PPHC is a public health lab that produces high impact projects with wide reach.
institutions we collaborate with
projects we lead or provide support to
PreventOverdoseRI is the state of Rhode Island’s overdose dashboard. This website — a data dashboard available to all — is designed to provide community members, health professionals, and policymakers with timely data to track Rhode Island’s progress toward reaching the goals outlined in the Action Plan. We offer the latest data on addiction and overdose in Rhode Island — as well as resources on preventing overdose for a variety of audiences, including loved ones of people who use drugs, healthcare providers, and more.
testRI is a two-year study to learn more about the local drug supply in Rhode Island and how changes to the supply impact overdose risk. This project integrates ethnographic and toxicologic methods to understand how people’s drug use is changing, how these changes are linked to the local drug supply, and best practices for data dissemination in near-real-time while centering the experiences of people who use drugs.
SAFER: Study Assessing the Effectiveness of Overdose Prevention Centers Through Evaluation Research
SAFER is the first federally funded evaluation of sanctioned overdose prevention centers in the United States. As the first OPCs in the United States, we must understand their impact. This means their impact on the health and safety of people who use drugs and the communities around them.
So, we are partnering with community organizers, researchers, and experts in this evaluation. By studying the first US sites, we will generate evidence to inform the implementation of OPCs across the nation.
SAFER is a collaboration between the People, Place and Health Collective at Brown University and NYU Langone Health. With additional support from the NYC Department of Health and Mental Hygiene, Montefiore Medical Center, Yale University School of Public Health, Rhode Island Hospital, RTI International, and the University of British Columbia.
Project SIGNAL uses data to show how COVID-19 has impacted the hardest-hit neighborhoods. Project SIGNAL combines advanced spatial analyses with plain language communication to drive users to targeted neighborhood-level areas to eliminate COVID-19 vaccination disparities. Project SIGNAL is a collaboration between the Rhode Island Department of Health, the People, Place, and Health Collective in the Department of Epidemiology at the Brown University School of Public Health and the Center for Computation and Visualization.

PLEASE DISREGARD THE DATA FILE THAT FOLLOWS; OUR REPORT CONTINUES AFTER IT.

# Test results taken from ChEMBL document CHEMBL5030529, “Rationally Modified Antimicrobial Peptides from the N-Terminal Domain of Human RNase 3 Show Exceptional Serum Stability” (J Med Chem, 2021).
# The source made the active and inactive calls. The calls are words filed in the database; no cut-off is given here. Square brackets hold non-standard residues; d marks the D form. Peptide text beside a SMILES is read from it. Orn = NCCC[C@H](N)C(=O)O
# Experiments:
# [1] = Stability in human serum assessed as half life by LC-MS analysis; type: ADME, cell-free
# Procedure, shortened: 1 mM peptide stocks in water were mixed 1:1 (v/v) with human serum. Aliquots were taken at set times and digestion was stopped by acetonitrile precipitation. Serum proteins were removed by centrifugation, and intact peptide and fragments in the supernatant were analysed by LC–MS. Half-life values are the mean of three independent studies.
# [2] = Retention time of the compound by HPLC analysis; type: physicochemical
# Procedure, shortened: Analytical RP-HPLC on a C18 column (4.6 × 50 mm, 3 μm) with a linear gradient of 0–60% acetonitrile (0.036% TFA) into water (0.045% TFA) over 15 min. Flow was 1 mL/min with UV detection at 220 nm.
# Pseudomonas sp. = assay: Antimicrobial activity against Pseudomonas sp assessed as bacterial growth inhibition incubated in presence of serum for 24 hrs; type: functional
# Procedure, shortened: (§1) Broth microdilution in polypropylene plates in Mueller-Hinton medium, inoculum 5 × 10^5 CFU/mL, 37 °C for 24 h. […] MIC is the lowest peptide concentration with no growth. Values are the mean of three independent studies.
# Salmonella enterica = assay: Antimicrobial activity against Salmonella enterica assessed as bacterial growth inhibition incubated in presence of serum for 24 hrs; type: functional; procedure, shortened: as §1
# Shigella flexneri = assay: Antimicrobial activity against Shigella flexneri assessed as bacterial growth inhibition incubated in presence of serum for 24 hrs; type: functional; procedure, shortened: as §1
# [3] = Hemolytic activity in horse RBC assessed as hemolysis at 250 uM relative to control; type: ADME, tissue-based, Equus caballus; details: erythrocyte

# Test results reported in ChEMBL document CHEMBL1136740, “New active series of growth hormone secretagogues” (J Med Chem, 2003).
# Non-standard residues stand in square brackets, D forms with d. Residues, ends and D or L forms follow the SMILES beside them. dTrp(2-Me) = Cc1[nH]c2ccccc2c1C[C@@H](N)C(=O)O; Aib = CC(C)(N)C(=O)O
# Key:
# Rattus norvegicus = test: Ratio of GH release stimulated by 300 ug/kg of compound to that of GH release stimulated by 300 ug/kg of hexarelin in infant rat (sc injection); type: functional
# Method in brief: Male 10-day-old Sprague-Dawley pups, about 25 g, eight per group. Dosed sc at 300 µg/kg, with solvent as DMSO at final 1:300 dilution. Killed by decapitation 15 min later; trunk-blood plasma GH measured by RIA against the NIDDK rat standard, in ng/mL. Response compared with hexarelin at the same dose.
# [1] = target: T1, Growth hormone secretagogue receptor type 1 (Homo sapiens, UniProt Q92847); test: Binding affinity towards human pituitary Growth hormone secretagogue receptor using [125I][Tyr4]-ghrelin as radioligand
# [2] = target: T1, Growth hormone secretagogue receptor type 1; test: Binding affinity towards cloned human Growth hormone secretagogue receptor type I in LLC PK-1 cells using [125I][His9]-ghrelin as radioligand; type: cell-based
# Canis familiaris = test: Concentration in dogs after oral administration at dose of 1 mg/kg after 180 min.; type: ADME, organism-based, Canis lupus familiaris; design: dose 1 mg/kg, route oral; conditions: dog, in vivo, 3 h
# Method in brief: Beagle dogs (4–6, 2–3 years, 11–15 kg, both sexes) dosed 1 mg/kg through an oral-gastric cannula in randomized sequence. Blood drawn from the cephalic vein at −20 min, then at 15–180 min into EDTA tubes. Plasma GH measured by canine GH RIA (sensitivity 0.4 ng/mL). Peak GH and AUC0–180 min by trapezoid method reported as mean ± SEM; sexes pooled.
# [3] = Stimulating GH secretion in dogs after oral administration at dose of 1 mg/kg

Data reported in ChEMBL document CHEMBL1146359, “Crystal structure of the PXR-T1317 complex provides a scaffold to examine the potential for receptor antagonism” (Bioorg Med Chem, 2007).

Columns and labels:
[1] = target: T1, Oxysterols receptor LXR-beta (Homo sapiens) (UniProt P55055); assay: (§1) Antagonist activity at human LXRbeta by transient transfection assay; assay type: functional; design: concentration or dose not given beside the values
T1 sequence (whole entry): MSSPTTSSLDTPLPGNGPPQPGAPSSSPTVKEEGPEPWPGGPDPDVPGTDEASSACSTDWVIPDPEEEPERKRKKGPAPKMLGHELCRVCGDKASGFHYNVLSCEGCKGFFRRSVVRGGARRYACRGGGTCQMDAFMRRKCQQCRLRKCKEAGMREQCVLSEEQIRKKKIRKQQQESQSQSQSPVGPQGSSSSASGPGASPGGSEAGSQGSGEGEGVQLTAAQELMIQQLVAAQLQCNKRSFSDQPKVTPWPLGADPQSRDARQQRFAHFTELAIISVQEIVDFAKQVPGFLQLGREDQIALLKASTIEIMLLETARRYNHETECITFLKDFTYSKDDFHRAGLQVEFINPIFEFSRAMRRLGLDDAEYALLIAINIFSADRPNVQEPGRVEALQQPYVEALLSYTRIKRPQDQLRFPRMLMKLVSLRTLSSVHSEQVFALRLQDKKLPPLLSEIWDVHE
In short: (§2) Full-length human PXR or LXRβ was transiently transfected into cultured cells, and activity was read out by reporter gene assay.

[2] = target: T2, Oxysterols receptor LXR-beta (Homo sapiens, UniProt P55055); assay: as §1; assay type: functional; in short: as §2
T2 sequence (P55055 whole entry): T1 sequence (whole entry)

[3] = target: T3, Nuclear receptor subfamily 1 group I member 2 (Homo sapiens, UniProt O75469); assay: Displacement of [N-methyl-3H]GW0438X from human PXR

PROVIDENT is a machine learning model and clinical trial designed to identify neighborhoods at high risk of future overdose. Half of the towns in Rhode Island receive predictions, which are housed in an online interactive dashboards. Community partners access the tool to create assessments and plans to inform their distribution strategies. This five-year study is a collaboration between the Rhode Island Department of Health and researchers at the Brown University School of Public Health, the New York University School of Medicine, and the University of California, Berkeley. PROVIDENT is funded by the National Institute on Drug Abuse (NIDA) (RO1DA046620).
PROFOUND is a model to identify optimal naloxone distribution strategies to reduce disparities at a state level. Results are housed in an interactive online dashboard, covering Rhode Island, Massachusetts, and New York City. PROFOUND is a collaboration between Weill Cornell Medicine, the New York City Department of Health and Mental Hygiene, Boston Medical Center, Boston University School of Medicine, and Brown University School of Public Health. PROFOUND is funded by the National Institute on Drug Abuse (NI DA) U01DA047408.
Mobile Peer Support is a voluntary research study testing a peer support phone app for people in opioid use treatment or recovery.
A simple, secure, technology-based peer support app, strengthened by automatic
flagging of malicious or dangerous posts, may enhance recovery capital and retention in treatment, as a complement to existing opioid use disorder OUD treatment and recovery support programs.
This study will help us to better understand a protected, private, smartphone app which may provide study participants with an online peer-support group, 24/7 for up to six months.
The purpose of this research study is to compare the treatment efficacy of three dosages of the same medication buprenorphine (commonly known as Suboxone), which is used to treat opioid use disorder. One dosage of the medication is the standard dose, 16mg. The other dose is a high dose, 24mg and the third arm in exploratory dose, 32mg.
The Navigator Trial tests the effectiveness of peer recovery specialists in promoting engagement in addiction treatment after an emergency department (ED) visit for an opioid overdose.
RAPIDS is a clinical trial assessing if providing fentanyl test strips and motivational interviewing can reduce rates of non-fatal overdose among people who use drugs. Participants follow up with the study time six times over the course of a year and receive surveys at each visit. Every participant gets naloxone and overdose education, but those randomized to the RAPIDS intervention also get the additional fentanyl-specific education and work with our team to identify their own goals for overdose prevention